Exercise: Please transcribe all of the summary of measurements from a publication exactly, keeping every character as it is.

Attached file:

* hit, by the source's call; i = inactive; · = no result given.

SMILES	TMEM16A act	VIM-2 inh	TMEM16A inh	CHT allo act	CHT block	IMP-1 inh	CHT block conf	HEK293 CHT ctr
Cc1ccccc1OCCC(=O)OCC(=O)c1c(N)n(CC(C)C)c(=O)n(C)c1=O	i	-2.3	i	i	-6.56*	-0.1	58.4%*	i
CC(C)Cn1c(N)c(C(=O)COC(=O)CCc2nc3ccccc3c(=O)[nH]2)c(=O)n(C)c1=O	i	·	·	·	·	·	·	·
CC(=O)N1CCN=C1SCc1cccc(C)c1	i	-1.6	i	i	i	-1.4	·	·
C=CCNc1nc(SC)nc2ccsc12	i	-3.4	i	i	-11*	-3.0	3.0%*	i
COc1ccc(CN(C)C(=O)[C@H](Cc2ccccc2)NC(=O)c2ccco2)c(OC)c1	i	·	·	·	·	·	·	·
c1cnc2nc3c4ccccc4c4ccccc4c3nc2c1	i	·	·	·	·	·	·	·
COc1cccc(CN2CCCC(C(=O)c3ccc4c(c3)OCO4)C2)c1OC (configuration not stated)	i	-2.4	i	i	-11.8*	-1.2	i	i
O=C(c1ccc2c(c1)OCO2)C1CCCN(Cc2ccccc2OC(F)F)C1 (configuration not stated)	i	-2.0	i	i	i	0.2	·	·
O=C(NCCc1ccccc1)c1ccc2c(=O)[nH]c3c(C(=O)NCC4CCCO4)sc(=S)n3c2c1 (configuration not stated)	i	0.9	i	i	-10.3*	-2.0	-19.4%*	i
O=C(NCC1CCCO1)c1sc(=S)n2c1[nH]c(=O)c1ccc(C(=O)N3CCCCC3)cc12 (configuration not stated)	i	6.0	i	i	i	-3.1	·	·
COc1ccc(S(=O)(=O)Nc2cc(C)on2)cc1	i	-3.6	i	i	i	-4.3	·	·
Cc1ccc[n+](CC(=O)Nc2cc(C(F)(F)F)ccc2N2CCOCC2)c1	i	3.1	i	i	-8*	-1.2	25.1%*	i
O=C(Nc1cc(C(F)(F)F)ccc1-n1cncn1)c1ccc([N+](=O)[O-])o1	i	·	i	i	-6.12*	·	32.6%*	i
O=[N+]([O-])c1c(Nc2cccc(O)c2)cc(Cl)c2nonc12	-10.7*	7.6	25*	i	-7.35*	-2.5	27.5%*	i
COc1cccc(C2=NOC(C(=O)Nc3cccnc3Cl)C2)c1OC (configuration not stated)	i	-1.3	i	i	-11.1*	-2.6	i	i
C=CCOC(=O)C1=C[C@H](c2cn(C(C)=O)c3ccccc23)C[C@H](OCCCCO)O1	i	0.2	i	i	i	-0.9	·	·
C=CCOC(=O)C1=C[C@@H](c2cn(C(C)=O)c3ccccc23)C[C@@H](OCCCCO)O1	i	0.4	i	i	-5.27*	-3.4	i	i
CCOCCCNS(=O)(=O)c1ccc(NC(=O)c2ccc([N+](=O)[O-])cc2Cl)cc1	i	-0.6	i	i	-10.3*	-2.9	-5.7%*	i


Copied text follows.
* hit, by the source's call; i = inactive; · = no result given.

SMILES	TMEM16A act	VIM-2 inh	TMEM16A inh	CHT allo act	CHT block	IMP-1 inh	CHT block conf	HEK293 CHT ctr
Cc1ccccc1OCCC(=O)OCC(=O)c1c(N)n(CC(C)C)c(=O)n(C)c1=O	i	-2.3	i	i	-6.56*	-0.1	58.4%*	i
CC(C)Cn1c(N)c(C(=O)COC(=O)CCc2nc3ccccc3c(=O)[nH]2)c(=O)n(C)c1=O	i	·	·	·	·	·	·	·
CC(=O)N1CCN=C1SCc1cccc(C)c1	i	-1.6	i	i	i	-1.4	·	·
C=CCNc1nc(SC)nc2ccsc12	i	-3.4	i	i	-11*	-3.0	3.0%*	i
COc1ccc(CN(C)C(=O)[C@H](Cc2ccccc2)NC(=O)c2ccco2)c(OC)c1	i	·	·	·	·	·	·	·
c1cnc2nc3c4ccccc4c4ccccc4c3nc2c1	i	·	·	·	·	·	·	·
COc1cccc(CN2CCCC(C(=O)c3ccc4c(c3)OCO4)C2)c1OC (configuration not stated)	i	-2.4	i	i	-11.8*	-1.2	i	i
O=C(c1ccc2c(c1)OCO2)C1CCCN(Cc2ccccc2OC(F)F)C1 (configuration not stated)	i	-2.0	i	i	i	0.2	·	·
O=C(NCCc1ccccc1)c1ccc2c(=O)[nH]c3c(C(=O)NCC4CCCO4)sc(=S)n3c2c1 (configuration not stated)	i	0.9	i	i	-10.3*	-2.0	-19.4%*	i
O=C(NCC1CCCO1)c1sc(=S)n2c1[nH]c(=O)c1ccc(C(=O)N3CCCCC3)cc12 (configuration not stated)	i	6.0	i	i	i	-3.1	·	·
COc1ccc(S(=O)(=O)Nc2cc(C)on2)cc1	i	-3.6	i	i	i	-4.3	·	·
Cc1ccc[n+](CC(=O)Nc2cc(C(F)(F)F)ccc2N2CCOCC2)c1	i	3.1	i	i	-8*	-1.2	25.1%*	i
O=C(Nc1cc(C(F)(F)F)ccc1-n1cncn1)c1ccc([N+](=O)[O-])o1	i	·	i	i	-6.12*	·	32.6%*	i
O=[N+]([O-])c1c(Nc2cccc(O)c2)cc(Cl)c2nonc12	-10.7*	7.6	25*	i	-7.35*	-2.5	27.5%*	i
COc1cccc(C2=NOC(C(=O)Nc3cccnc3Cl)C2)c1OC (configuration not stated)	i	-1.3	i	i	-11.1*	-2.6	i	i
C=CCOC(=O)C1=C[C@H](c2cn(C(C)=O)c3ccccc23)C[C@H](OCCCCO)O1	i	0.2	i	i	i	-0.9	·	·
C=CCOC(=O)C1=C[C@@H](c2cn(C(C)=O)c3ccccc23)C[C@@H](OCCCCO)O1	i	0.4	i	i	-5.27*	-3.4	i	i
CCOCCCNS(=O)(=O)c1ccc(NC(=O)c2ccc([N+](=O)[O-])cc2Cl)cc1	i	-0.6	i	i	-10.3*	-2.9	-5.7%*	i